Can global variable be passed into Python function?

Chris Angelico rosuav at gmail.com
Fri Feb 28 13:22:00 CET 2014


On Fri, Feb 28, 2014 at 10:38 PM, Marko Rauhamaa <marko at pacujo.net> wrote:
> Chris Angelico <rosuav at gmail.com>:
>
>> Python currently has dispatch tables and if/elif chains, and a strong
>> cultural aversion to switch. You could change that by coming up with
>> some *really* awesome proposal, but you'll be fighting against the
>> tide a bit.
>
> It's easy have a "cultural aversion" when the language doesn't provide
> the facility.

I'm talking about the strong resistance that gets put up any time the
suggestion comes up on python-ideas or somesuch. The core devs and
Guido especially are against the idea.

> Switch statements provide for excellent readability in parsers and state
> machines, for example. They also allow the Python compiler to optimize
> the statement internally unlike long if-else chains.

It's usually possible to turn any concrete example of a switch
statement into an equally-readable dispatch table. All you need is for
your search terms to be hashable (which is a much less stringent
requirement than is usually put on switch blocks, like "must be
machine word signed integer"), and you can do something like this:

compare_key = {
    # Same target(s).
    ast.Assign: lambda node: ' '.join(dump(t) for t in node.targets),
    # Same target and same operator.
    ast.AugAssign: lambda node: dump(node.target) + dump(node.op) + "=",
    # A return statement is always compatible with another.
    ast.Return: lambda node: "(easy)",
    # Calling these never compatible is wrong. Calling them
    # always compatible will give lots of false positives.
    ast.Expr: lambda node: "(maybe)",
    # These ones are never compatible, so return some
    # object that's never equal to anything.
    ast.Import: lambda node: float("nan"),
    ast.ImportFrom: lambda node: float("nan"),
    ast.Pass: lambda node: float("nan"),
    ast.Raise: lambda node: float("nan"),
    ast.If: lambda node: float("nan"),
}

I then effectively do a big switch block like this:

if try_type not in compare_key:
    print("Unrecognized type",try_type.__name__,file=sys.stderr)
    compare_key[try_type] = lambda node: float("nan")
func = compare_key[try_type]
try_node = func(node.body[0])
for handler in node.handlers:
    if try_node != func(handler.body[0]): return

The first check (the "not in" bit) is kinda like a default clause, but
it makes the output only once for any given type. For a more 'true'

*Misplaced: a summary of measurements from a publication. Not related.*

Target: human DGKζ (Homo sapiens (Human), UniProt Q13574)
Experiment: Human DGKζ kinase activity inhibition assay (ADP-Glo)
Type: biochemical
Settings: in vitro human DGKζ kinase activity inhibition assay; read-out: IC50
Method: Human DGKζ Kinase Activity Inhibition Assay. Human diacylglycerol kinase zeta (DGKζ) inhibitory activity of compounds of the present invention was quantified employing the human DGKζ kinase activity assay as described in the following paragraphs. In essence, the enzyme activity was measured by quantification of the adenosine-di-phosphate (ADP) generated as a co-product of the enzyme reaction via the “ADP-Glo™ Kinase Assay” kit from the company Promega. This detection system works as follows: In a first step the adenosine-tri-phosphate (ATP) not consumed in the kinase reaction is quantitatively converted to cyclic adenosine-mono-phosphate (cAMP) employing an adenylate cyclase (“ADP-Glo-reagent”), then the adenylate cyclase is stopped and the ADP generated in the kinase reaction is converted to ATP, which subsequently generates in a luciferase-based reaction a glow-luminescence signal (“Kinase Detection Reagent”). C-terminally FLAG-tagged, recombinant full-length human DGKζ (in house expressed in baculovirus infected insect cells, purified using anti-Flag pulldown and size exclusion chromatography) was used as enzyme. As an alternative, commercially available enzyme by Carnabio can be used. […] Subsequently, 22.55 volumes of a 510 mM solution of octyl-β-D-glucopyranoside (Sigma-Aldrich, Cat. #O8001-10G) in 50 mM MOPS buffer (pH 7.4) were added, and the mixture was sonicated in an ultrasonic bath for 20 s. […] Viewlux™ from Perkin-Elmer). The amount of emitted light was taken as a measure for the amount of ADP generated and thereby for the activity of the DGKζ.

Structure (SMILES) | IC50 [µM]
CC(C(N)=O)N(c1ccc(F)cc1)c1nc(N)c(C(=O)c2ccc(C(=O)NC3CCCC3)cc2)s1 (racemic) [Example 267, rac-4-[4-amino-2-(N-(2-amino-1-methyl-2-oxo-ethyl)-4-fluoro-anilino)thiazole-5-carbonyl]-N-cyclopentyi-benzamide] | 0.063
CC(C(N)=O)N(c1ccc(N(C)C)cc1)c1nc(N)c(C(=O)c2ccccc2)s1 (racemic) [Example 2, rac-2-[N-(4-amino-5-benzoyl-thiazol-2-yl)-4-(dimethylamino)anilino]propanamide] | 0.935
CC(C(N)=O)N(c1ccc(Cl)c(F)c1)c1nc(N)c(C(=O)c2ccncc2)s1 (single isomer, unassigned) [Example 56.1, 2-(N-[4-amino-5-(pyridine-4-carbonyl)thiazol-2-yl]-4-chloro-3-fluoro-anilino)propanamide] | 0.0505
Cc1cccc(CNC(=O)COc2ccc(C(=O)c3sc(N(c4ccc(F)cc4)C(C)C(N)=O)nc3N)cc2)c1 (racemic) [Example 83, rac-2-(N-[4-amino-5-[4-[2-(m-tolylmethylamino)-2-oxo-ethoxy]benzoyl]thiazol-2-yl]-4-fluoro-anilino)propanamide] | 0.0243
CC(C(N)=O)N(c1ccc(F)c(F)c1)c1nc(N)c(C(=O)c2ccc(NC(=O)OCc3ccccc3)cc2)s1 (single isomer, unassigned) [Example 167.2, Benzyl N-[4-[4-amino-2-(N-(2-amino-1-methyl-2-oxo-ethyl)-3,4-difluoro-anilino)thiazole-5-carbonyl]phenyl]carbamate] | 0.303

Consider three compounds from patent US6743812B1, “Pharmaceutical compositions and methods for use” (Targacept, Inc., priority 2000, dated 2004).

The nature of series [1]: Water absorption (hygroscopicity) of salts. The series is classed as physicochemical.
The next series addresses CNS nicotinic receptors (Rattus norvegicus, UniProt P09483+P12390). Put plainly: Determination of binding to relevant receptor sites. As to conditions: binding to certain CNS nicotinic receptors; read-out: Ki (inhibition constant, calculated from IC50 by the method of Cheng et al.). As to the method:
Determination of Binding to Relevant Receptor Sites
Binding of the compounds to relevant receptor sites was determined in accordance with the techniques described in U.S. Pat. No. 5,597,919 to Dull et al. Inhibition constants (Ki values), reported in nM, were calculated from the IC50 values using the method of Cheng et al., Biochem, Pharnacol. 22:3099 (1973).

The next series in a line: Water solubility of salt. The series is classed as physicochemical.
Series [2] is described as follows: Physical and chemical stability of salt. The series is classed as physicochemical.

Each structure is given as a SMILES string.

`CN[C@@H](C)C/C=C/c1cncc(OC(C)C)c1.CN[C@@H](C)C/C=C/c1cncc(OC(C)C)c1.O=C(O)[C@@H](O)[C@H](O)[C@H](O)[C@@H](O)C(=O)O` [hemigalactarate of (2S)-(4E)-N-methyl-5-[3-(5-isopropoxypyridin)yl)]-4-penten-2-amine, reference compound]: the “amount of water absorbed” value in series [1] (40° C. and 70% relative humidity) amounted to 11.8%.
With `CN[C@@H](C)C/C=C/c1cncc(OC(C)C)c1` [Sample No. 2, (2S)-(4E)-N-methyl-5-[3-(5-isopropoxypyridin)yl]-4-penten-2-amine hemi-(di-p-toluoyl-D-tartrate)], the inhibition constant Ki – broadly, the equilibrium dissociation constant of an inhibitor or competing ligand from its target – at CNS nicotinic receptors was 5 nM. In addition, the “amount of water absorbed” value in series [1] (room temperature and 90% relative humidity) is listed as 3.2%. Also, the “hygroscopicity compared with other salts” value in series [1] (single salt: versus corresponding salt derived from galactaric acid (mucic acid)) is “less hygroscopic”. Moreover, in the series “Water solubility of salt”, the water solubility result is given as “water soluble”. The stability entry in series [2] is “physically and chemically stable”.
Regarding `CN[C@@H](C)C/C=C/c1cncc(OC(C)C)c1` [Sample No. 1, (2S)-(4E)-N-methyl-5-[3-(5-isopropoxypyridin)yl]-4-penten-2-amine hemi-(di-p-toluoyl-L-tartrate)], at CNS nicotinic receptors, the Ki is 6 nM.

default clause, I could do this:

try:
    func = compare_key[try_type]
except KeyError:
    func = compare_key["default"]

but I take advantage of the fact that the dispatch table is a dict and
mutate it. Also, if this were done in a switch block, there'd be some
redundancy. I call the same function on node.body[0] and on
handler.body[0] for each handler in handlers, so there's structure
that's common to all the branches there. I'm not sure how, with a
classic C-style switch block, I could implement that cleanly. Probably
I'd end up using function pointers and basically doing it exactly the
same way :)

The only major thing C's switch does that a dispatch table doesn't is
fall-through. And let's face it, if your big argument in favour of a
switch statement is "I need fall-through", you're not just going to
have Python devs against you, you're also going to fight against the
roughly 50% of C programmers who detest that feature :)

(FWIW, I'm in the other 50%. I quite like fall-through, and there are
times when it's a very clean way to express something. But even those
cases can usually be expressed one way or another with only a little
more redundancy - for instance, have one case that sets the key to be
the next one, and then have stand-alone if blocks rather than if/elif.
Considering that that use of fall-through usually requires an
explanatory comment anyway, you're not really losing much.)

So, going back to your statement:

> Switch statements provide for excellent readability in parsers and state
> machines, for example.

The best way to start trying to build support for this would be to
mock up a syntax for a switch statement, and find a currently-existing
parser or state machine to translate. Show us the "before and after"
shots. That's what I'm currently doing to justify an exception
expression syntax - examples like this:

    pwd = (os.getcwd() except OSError: None)

    # Lib/tkinter/filedialog.py:210:
    try:
        pwd = os.getcwd()
    except OSError:
        pwd = None


    g = (grp.getgrnam(tarinfo.gname)[2] except KeyError: tarinfo.gid)
    u = (pwd.getpwnam(tarinfo.uname)[2] except KeyError: tarinfo.uid)

    # Lib/tarfile.py:2198:
    try:
        g = grp.getgrnam(tarinfo.gname)[2]
    except KeyError:
        g = tarinfo.gid
    try:
        u = pwd.getpwnam(tarinfo.uname)[2]
    except KeyError:
        u = tarinfo.uid


This is real Python code, straight out of the standard library. I
don't know if you could find many examples in the stdlib that beg for
a switch statement, but pick up some real-world code of your own, or
from some open source project, or something. Even if, in practice, it
wouldn't be changed for many years (because that project needs to be
compatible with previous versions of Python), it'd be worth showing
"here's what could be".

And then be prepared for a few hundred posts' worth of bikeshedding
about the details :)

ChrisA



More information about the Python-list mailing list